Awesome. Scammers faking disabilities to cut lines

Let’s close out the evening with something a bit less storm related, both tornado and political. One item which is, I admit, completely trivial in comparison to the events of the day, but which struck a minor chord with me, comes to us from Yahoo News and a few other sources. It involves people who don’t feel like standing in line at various places such as Disneyland or airports, and employ a number of techniques to fake disabilities for head of the line privileges.

Now this is rich: Disney World is investigating news that a handful of upper-crust Manhattan moms have a pricey, secret way to get their kids to the front of the lines—and it’s not by bribing Mickey Mouse.

Instead, according to the New York Post, the moms pay $130 an hour to hire a disabled, “black-market” guide, who uses her position—sitting in a motorized scooter—to help entitled families gain special access to rides.

“On one hand, you can say she’s a great entrepreneur,” disability activist Kleo King, of the National Spinal Cord Injury Association, told Yahoo! Shine. “On the other hand, she’s kind of pimping herself out. And it’s outrageous she would help people commit fraud.”

The spin of this article, written by Beth Greenfield, will annoy a lot of readers for obvious reasons. She goes to great lengths to portray the perpetrators in Occupy Wall Street terms, describing them as the “privileged insiders” of the “one percent” who are leveraging their wealth to hire disabled people to eliminate inconvenience for their spoiled, Wall Street brats.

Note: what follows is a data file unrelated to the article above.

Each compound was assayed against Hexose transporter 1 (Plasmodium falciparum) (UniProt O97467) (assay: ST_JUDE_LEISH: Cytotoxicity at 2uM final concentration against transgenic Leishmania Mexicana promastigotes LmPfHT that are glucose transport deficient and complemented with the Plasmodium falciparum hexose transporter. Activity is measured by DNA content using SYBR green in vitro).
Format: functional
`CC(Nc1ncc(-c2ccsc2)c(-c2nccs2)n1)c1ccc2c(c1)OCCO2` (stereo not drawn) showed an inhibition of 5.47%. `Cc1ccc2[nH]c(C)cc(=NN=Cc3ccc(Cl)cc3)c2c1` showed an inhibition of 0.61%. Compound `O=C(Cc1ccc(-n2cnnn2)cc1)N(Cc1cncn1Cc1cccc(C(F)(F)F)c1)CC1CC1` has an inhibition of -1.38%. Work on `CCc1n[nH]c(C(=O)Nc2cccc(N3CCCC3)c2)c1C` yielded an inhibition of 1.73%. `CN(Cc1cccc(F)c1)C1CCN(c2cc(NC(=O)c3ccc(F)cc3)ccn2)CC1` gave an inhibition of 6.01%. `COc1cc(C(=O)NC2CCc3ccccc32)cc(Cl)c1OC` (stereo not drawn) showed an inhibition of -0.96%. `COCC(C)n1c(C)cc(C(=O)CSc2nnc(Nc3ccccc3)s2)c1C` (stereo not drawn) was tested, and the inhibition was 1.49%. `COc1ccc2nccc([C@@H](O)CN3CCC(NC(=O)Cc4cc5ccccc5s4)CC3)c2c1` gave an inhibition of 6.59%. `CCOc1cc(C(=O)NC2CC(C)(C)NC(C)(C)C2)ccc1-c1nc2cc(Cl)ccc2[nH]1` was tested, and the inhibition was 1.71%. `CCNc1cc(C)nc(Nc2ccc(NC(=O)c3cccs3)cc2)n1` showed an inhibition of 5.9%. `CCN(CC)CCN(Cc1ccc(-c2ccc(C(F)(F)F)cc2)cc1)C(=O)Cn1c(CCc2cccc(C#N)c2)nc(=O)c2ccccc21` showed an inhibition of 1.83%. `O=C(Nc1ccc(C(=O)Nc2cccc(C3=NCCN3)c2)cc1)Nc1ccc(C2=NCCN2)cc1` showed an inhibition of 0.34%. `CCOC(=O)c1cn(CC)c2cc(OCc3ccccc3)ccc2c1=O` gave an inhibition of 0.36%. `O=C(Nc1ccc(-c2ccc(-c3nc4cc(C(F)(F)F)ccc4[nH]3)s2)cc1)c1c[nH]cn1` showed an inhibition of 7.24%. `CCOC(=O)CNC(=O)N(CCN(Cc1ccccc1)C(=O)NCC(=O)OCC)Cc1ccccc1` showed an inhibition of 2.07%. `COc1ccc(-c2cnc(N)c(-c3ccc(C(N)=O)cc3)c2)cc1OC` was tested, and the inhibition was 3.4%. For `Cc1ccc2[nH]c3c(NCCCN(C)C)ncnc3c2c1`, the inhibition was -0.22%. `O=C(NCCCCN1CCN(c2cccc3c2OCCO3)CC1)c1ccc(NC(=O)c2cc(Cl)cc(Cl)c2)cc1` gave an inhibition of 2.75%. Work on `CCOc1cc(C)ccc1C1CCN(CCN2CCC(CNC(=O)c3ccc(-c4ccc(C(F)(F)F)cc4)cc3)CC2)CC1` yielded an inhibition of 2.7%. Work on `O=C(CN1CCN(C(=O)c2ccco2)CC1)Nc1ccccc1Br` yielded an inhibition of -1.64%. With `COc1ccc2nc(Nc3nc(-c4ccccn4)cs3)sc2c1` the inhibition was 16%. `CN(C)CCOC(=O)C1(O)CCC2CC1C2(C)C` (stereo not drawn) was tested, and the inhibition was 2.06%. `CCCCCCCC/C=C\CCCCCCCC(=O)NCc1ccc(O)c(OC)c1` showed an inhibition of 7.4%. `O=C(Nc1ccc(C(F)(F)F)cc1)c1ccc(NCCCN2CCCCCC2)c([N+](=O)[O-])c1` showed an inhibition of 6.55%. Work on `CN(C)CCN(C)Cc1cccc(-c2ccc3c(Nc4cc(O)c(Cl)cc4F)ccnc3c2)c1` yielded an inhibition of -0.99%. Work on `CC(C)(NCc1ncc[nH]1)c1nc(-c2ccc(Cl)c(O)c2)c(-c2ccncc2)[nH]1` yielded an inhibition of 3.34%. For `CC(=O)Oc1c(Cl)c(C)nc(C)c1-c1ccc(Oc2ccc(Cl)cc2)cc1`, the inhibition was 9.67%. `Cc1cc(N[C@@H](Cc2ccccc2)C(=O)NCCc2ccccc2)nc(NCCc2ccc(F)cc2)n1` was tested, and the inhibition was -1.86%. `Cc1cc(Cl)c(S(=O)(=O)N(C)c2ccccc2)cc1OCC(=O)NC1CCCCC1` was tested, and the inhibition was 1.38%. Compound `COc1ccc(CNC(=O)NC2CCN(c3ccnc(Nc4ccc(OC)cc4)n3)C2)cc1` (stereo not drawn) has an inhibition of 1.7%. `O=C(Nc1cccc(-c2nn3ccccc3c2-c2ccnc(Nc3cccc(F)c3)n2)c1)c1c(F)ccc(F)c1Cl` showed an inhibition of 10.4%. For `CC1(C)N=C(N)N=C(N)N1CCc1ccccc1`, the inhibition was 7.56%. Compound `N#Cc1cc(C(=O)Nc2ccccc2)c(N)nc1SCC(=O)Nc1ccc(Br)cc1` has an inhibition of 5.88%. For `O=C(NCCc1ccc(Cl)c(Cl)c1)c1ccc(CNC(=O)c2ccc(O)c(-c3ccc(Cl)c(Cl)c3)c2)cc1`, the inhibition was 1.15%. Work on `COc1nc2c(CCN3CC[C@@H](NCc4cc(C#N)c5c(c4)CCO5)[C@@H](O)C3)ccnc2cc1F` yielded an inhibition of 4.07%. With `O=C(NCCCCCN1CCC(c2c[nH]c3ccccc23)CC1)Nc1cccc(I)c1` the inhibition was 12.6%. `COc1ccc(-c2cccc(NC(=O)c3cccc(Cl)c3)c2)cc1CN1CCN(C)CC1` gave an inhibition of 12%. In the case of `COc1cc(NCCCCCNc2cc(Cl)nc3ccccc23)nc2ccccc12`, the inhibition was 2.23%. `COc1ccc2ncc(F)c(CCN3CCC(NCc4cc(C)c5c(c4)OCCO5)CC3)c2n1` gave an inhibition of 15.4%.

Fair enough, and it’s a pretty lousy thing to do, so let’s be honest about that much. But they aren’t the only ones pulling this scam. Here’s an example of the shell game in question which lots of people can play.

Using a false disability claim to skip lines is not a new trick, unfortunately. A recent Wall Street Journal story documented the trend of travelers requesting the use of complimentary wheelchairs in airports as a technique of getting pushed to the front of security lines, only to leap up and sprint to their gates once they have clearance. “We call them ‘miracles.’ They just start running with their heavy carry-ons,” longtime wheelchair attendant Kenny Sanchez noted.

I’ve been witness to this myself on multiple occasions, the most recent being this January. I was flying to Atlanta by way of Detroit. In the Motor City I was waiting with two colleagues when I saw an older – though not that much older than me– couple come to the boarding area. They were a well dressed, genteel seeming African American couple, with the woman pushing the man in a wheelchair. I was immediately moved to feel a bit sorry for them having to cram onto a flight while dealing with the infirmities which can accompany our golden years. After wheeling up and checking with the gate agent, it turned out that they were moved in to early, preferred boarding and upgraded to the front of the plane. It was a feel good moment for everyone.

I was in zone 2 for that flight and happened to follow not far behind them through the entry ramp. Reaching the end, the gentleman hopped up out of the wheelchair, grabbed both of the carry-on bags from his wife (again, a gentlemanly move) and proceeded to move to their upgraded seating, tossing the bags up into the overhead compartment and taking his seat, the wheelchair left forgotten on the jetway.

I was annoyed. No… I was beyond annoyed. The man may have had some medical issues – I have no way of knowing – but he was more than capable of strolling into the flight with a couple of substantial sized bags, tossing them above head level and grabbing a seat unassisted to wait for his free cocktails. That’s a pretty bad move to my way of thinking, and nobody said a word. I guess he was a “miracle” passenger too.